img-logoInria

Colloquium rennais des sciences du numérique

SMART GRID - 4 juillet 2013

logoCominLabs3juin2013

Résultat de la volonté des établissements de recherche réunis au sein du Comité de Site Math-STIC de Rennes, le Colloquium a pour but de réunir périodiquement l'ensemble des chercheurs, enseignants-chercheurs et étudiants de la place rennaise qui s'intéressent aux sciences du numérique. Depuis le 17 avril 2013, et environ tous les deux mois, un nouveau cycle de belles conférences scientifiques se tient dans l'amphithéâtre du centre Inria Rennes – Bretagne Atlantique.

Lors de cette troisième édition du colloquium, quatre exposés ont été présentés.

Catherine Rosenberg (University of Waterloo)
Patrick Maillé & Bruno Tuffin (Télécom Bretagne & Inria)

img-logocolloquium L'exposé de Catherine Rosenberg
Professor - Electrical and Computer Engineering - University of Waterloo - Tier 1 Canada Research Chair in the Future Internet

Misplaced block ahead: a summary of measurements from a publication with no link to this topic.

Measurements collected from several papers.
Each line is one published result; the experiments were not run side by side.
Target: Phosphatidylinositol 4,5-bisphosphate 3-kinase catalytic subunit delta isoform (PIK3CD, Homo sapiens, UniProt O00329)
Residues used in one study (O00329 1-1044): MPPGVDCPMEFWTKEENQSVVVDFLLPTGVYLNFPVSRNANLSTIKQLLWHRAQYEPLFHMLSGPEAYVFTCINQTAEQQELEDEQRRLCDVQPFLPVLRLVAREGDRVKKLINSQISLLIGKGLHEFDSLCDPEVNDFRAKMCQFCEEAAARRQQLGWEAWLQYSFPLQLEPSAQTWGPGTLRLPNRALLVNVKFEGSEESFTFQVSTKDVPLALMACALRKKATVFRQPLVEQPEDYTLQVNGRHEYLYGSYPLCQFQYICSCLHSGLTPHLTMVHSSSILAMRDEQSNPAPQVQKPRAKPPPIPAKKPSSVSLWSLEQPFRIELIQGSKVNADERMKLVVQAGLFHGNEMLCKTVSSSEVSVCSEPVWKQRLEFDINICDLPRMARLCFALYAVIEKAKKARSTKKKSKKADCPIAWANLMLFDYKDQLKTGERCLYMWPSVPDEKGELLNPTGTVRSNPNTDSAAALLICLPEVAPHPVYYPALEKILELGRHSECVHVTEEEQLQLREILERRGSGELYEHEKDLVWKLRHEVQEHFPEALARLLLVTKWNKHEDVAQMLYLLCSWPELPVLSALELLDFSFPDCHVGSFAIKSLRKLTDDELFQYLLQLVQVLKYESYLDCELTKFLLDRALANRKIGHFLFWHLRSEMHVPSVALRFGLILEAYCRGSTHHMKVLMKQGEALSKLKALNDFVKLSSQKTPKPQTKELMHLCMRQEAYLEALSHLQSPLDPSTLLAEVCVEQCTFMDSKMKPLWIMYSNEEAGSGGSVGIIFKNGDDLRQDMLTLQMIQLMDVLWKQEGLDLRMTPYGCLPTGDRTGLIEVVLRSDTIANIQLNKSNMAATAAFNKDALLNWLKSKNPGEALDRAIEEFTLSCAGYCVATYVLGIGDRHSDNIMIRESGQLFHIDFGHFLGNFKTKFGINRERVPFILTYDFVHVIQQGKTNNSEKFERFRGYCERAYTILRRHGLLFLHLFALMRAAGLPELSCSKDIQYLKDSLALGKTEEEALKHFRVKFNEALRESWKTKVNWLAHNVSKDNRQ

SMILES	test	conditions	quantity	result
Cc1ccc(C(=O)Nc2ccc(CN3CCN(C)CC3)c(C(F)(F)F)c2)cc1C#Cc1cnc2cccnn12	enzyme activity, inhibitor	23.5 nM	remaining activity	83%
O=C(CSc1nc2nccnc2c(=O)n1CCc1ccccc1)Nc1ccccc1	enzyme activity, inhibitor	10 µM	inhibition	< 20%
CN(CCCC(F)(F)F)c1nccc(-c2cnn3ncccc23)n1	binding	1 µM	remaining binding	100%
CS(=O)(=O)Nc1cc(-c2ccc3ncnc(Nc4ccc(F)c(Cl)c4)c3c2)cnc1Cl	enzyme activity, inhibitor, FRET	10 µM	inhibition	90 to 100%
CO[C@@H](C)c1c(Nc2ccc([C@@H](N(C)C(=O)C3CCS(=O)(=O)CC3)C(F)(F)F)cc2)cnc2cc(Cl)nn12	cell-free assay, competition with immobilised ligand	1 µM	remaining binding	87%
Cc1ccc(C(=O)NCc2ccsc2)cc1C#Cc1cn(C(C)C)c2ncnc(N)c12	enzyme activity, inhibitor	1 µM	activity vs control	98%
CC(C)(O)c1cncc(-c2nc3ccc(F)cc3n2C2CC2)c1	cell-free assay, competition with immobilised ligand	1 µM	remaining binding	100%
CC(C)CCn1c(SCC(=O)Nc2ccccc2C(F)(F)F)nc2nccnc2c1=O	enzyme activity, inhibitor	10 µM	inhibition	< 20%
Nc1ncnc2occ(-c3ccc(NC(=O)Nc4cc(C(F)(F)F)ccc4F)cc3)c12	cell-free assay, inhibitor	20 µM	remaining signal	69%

img-logoESPCI Catherine Rosenberg A Computer Engineering Approach to the Smart Grid (durée: 1h 20 mn)

Note: les deux premières minutes de l'exposé sont en français puis le reste de la présentation s'est déroulé en anglais

Abstract :

Several powerful forces are gathering to make fundamental and irrevocable changes to the century-old grid. This next-generation grid, often called the `smart grid,’ will incorporate novel elements such as storage, electric vehicles, and distributed generation, with these elements interconnected by a pervasive communication infrastructure.

The smart grid promises to improve the reliability and efficiency of the grid and simultaneously reduce its carbon footprint, making it `greener.’ However, many essential aspects of the smart grid exist only on paper– the introduction of the smart grid raises nearly as many problems as it solves. Our research hypothesis is that the concepts and techniques pioneered by the Internet, the fruit of four decades of research in this area, are directly applicable to the solution of some of these problems.

This is because both the Internet and the electrical grid are designed to meet fundamental needs, for information and for energy, respectively, by connecting geographically dispersed suppliers with geographically dispersed consumers. I will discuss this hypothesis in some detail, then present selected projects from the research agenda of the ISS4E (Information Systems and Science for Energy) lab at the University of Waterloo that further explore its consequences. (joint work with S. Keshav, University of Waterloo)